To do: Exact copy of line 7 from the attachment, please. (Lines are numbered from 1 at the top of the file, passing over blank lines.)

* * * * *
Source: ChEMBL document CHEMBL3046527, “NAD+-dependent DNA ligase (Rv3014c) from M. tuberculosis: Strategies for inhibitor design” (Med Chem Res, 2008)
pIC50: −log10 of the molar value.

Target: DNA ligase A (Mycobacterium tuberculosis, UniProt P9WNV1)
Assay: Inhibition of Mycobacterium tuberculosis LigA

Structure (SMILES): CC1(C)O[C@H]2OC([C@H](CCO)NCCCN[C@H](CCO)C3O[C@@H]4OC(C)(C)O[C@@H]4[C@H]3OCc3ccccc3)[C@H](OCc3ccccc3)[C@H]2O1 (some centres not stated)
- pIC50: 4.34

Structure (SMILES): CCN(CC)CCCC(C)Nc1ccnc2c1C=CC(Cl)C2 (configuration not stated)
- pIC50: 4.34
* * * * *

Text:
Structure (SMILES): CCN(CC)CCCC(C)Nc1ccnc2c1C=CC(Cl)C2 (configuration not stated)